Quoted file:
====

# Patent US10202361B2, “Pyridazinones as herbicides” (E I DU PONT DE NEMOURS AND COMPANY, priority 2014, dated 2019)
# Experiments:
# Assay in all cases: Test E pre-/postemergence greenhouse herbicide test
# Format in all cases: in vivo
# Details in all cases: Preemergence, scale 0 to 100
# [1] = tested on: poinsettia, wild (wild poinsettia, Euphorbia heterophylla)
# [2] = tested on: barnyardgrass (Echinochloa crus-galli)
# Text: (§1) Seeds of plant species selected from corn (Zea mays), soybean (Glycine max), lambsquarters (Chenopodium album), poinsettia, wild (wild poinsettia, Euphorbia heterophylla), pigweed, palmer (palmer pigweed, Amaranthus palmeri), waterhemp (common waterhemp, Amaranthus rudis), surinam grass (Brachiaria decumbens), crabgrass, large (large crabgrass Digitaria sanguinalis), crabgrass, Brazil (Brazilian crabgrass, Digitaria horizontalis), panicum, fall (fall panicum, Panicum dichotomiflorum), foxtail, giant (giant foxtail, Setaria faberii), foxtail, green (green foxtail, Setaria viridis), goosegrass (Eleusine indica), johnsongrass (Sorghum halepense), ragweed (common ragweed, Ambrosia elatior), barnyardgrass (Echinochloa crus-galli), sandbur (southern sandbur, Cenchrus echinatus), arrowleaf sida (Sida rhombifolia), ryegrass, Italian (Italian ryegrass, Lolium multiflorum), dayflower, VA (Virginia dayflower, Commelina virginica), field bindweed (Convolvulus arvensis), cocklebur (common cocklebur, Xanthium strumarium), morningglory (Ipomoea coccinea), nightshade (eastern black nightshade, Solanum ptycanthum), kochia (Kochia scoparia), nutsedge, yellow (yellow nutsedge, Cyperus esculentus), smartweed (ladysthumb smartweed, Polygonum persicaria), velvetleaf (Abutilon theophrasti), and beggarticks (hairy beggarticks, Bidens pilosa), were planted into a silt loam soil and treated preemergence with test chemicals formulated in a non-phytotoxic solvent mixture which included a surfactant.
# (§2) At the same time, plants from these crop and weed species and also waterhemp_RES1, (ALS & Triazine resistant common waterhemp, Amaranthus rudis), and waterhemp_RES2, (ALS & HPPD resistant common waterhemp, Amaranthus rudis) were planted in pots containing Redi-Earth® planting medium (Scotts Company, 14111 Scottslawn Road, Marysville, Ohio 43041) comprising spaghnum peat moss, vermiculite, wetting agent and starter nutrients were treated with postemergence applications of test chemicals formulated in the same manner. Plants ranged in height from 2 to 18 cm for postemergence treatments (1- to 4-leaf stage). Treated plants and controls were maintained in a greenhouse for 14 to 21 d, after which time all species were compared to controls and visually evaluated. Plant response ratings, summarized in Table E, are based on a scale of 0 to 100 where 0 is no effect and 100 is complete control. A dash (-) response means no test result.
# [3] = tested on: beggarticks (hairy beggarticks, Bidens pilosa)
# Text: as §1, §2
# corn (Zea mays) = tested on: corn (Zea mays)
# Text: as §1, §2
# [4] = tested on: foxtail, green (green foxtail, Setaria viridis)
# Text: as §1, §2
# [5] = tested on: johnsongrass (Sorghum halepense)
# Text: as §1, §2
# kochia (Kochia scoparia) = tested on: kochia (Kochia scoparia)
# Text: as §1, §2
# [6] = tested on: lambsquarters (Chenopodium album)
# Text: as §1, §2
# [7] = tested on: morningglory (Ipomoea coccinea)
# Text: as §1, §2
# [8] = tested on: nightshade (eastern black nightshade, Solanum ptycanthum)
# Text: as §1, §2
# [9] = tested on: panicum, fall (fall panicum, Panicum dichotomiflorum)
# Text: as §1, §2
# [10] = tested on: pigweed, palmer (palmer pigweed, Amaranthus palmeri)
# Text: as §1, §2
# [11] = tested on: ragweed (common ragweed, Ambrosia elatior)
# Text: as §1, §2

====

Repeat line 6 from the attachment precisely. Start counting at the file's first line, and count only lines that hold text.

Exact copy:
# [1] = tested on: poinsettia, wild (wild poinsettia, Euphorbia heterophylla)